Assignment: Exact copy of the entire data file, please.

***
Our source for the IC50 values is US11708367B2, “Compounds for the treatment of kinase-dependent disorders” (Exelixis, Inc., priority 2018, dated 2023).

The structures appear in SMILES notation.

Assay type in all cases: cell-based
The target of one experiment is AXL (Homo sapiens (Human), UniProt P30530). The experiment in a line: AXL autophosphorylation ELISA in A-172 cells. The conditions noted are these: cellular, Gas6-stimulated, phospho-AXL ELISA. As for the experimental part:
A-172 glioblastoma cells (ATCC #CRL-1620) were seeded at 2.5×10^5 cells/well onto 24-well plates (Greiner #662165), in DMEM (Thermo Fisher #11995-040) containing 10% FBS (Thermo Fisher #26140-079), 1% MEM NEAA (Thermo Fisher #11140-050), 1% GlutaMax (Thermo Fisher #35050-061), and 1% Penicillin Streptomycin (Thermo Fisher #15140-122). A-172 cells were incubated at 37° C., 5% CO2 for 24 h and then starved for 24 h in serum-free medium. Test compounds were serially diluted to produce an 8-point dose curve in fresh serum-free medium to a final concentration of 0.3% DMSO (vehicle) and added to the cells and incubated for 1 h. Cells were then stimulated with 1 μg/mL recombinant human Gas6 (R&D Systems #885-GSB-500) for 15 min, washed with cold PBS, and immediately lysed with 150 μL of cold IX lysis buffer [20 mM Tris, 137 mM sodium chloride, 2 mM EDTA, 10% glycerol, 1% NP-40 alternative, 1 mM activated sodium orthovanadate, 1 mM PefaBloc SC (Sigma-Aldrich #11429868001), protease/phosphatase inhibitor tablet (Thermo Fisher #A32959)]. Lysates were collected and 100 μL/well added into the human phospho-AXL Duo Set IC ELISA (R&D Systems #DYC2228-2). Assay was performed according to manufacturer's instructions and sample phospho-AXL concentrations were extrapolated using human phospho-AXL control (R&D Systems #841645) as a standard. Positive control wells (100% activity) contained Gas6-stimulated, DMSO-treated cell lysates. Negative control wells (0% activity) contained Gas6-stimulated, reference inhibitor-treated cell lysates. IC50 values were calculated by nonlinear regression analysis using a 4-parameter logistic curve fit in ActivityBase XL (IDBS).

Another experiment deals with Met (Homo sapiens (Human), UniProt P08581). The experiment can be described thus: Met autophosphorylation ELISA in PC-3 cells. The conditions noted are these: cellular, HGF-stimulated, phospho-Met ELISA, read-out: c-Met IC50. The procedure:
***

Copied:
Our source for the IC50 values is US11708367B2, “Compounds for the treatment of kinase-dependent disorders” (Exelixis, Inc., priority 2018, dated 2023).

The structures appear in SMILES notation.

Assay type in all cases: cell-based
The target of one experiment is AXL (Homo sapiens (Human), UniProt P30530). The experiment in a line: AXL autophosphorylation ELISA in A-172 cells. The conditions noted are these: cellular, Gas6-stimulated, phospho-AXL ELISA. As for the experimental part:
A-172 glioblastoma cells (ATCC #CRL-1620) were seeded at 2.5×10^5 cells/well onto 24-well plates (Greiner #662165), in DMEM (Thermo Fisher #11995-040) containing 10% FBS (Thermo Fisher #26140-079), 1% MEM NEAA (Thermo Fisher #11140-050), 1% GlutaMax (Thermo Fisher #35050-061), and 1% Penicillin Streptomycin (Thermo Fisher #15140-122). A-172 cells were incubated at 37° C., 5% CO2 for 24 h and then starved for 24 h in serum-free medium. Test compounds were serially diluted to produce an 8-point dose curve in fresh serum-free medium to a final concentration of 0.3% DMSO (vehicle) and added to the cells and incubated for 1 h. Cells were then stimulated with 1 μg/mL recombinant human Gas6 (R&D Systems #885-GSB-500) for 15 min, washed with cold PBS, and immediately lysed with 150 μL of cold IX lysis buffer [20 mM Tris, 137 mM sodium chloride, 2 mM EDTA, 10% glycerol, 1% NP-40 alternative, 1 mM activated sodium orthovanadate, 1 mM PefaBloc SC (Sigma-Aldrich #11429868001), protease/phosphatase inhibitor tablet (Thermo Fisher #A32959)]. Lysates were collected and 100 μL/well added into the human phospho-AXL Duo Set IC ELISA (R&D Systems #DYC2228-2). Assay was performed according to manufacturer's instructions and sample phospho-AXL concentrations were extrapolated using human phospho-AXL control (R&D Systems #841645) as a standard. Positive control wells (100% activity) contained Gas6-stimulated, DMSO-treated cell lysates. Negative control wells (0% activity) contained Gas6-stimulated, reference inhibitor-treated cell lysates. IC50 values were calculated by nonlinear regression analysis using a 4-parameter logistic curve fit in ActivityBase XL (IDBS).

Another experiment deals with Met (Homo sapiens (Human), UniProt P08581). The experiment can be described thus: Met autophosphorylation ELISA in PC-3 cells. The conditions noted are these: cellular, HGF-stimulated, phospho-Met ELISA, read-out: c-Met IC50. The procedure: